Hell’s Paradise Review: Two Tickets to Paradise

Produced by MAPPA

Directed by Kaori Makita

Streaming on Crunchyroll

If I had a nickel for every dark fantasy manga adaptation produced by MAPPA in the last couple years, I’d have six nickels, and actually, that’s quite a lot.

That being said, Hell’s Paradise is an adaptation I’ve been waiting a long time for. I’ve only skimmed the manga, but the author, Yuji Kaku, produced one of my favorite short-lived Shonen Jump series, Ayashimon, which I once recommended here before it got canned after only 25 chapters. It’s a hard world trying to make a dark contemporary fantasy battle manga about a disillusioned violent young man after Chainsaw Man, and I guess the editors thought that particular boat had already sailed.

Sad as that may be, I’ve only heard good things about Hell’s Paradise, Kaku’s manga that actually got to run its course, and I guess we’ve all agreed to keep watching every anime MAPPA pumps out until either the sun burns out or the carpal tunnel kills their staff, which makes us accomplices.

Nope, too late, you’re already going to get arrested, so you may as well read this review before they take you away. I hear there’s an elixir of immortality on this weird magic island, and the shogun’s sending prisoners to collect in exchange for a pardon, so if either of us wants to get out of this alive, pack your bags for an all expenses paid trip to a luxurious island resort where…they send your corpse back as the natural flora devours your lifeless husk. Yeah, but they’re really pretty tropical flowers, so let’s just get into it.

Gabimaru the Hollow is the most feared shinobi of Iwagakure, an assassin so cold and skilled he slew twenty men before being captured. He attempted to flee the village, you see, in an attempt to escape his arranged marriage with the chief’s daughter, a kind, pious woman who could never hope to understand the remorseless killer she had married.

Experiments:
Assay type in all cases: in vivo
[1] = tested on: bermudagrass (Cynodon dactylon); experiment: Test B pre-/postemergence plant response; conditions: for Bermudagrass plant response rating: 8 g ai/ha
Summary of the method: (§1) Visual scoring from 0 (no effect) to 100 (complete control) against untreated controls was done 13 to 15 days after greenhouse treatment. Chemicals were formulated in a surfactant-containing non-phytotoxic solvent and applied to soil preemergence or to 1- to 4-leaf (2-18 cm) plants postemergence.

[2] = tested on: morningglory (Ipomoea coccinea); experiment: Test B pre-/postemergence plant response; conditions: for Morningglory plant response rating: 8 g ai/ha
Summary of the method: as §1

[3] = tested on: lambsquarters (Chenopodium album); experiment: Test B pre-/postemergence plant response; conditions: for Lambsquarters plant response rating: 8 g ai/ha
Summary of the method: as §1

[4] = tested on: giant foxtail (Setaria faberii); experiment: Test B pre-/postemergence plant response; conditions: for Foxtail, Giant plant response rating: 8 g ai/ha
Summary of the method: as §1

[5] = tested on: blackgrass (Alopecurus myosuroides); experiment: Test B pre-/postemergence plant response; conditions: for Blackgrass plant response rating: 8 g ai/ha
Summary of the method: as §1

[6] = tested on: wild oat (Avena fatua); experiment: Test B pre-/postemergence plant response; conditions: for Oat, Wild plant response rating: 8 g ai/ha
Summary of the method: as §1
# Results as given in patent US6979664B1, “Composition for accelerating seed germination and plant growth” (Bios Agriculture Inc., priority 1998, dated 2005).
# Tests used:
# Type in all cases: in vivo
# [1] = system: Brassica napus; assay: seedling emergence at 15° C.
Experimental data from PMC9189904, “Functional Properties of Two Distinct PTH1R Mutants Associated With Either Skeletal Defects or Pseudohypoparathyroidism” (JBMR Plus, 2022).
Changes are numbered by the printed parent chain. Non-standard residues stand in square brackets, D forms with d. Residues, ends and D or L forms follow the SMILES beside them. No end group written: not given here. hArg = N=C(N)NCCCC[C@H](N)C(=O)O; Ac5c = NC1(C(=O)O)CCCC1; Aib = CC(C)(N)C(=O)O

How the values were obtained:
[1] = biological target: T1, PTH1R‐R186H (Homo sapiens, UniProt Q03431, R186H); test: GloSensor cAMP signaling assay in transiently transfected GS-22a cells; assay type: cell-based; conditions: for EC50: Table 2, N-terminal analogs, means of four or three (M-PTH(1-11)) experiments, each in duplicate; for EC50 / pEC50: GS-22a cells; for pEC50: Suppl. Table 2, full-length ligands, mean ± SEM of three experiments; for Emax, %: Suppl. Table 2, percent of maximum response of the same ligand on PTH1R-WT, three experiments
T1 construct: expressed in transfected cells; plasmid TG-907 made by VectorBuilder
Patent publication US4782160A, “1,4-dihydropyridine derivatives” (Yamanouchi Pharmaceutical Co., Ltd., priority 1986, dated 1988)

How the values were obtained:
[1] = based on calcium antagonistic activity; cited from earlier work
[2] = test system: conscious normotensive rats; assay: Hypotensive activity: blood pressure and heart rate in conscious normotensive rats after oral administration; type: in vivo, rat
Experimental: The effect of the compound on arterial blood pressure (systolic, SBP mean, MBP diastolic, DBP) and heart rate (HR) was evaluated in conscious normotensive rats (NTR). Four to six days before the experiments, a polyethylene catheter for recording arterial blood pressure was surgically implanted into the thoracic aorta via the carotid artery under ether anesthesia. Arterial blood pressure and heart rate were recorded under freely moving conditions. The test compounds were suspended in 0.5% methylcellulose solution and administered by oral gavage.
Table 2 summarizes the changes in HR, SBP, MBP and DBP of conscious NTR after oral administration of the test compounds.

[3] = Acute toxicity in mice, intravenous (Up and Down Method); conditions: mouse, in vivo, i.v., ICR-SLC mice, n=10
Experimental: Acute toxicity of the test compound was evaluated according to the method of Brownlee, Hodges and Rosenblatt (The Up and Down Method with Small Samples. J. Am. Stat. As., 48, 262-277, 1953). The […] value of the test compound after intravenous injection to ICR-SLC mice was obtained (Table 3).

Thus, Gabimaru is slated to be executed, though his shinobi skills are so keen that even without the aid of ninjutsu, his executioners are hard-pressed to kill him. Swords break on his neck. Bulls exhaust themselves trying to tear him limb from limb. Burning him alive was cozier than any blanket.

It isn’t until he’s introduced to Asaemon Yamada Sagiri, a blade tester intent on wringing Gabimaru’s life story out before she puts him to the sword, that his motives are revealed. Despite his claims of abandoning attachment to life, Gabimaru wishes to live more than anything. His story about loathing his pious wife was a front to protect her, after he pleaded with her father to let them leave the village and this life of killing behind. Try as he might to give up, he shakes off each day’s execution in the hopes of returning to his wife, Yui.

Luckily for Gabimaru, he’s just the kind of man that Sagiri and the shogun are looking for. If you didn’t guess from that last bit, the shogun is searching for the elixir of immortality, and after five expeditions were met with five failures, he’s willing to use expendable death row convicts. If Gabimaru succeeds, he’ll have not only a pardon, but the shogun’s protection to take Yui away from Iwagakure.

He’ll just have to conquer hell. Easy enough, right?

I’ll come out and say it: I’m not in love with the visuals in Hell’s Paradise. In each episode’s action, you do get at least one impressive sequence, though the rest of the show hits a consistent level of mediocrity. That’s not terrible, and I’ve mentioned before that I prefer when anime that aim for higher highs if it comes at the cost of lower quality dialogue scenes. However, just because the animation flows well does not make for a good fight scene.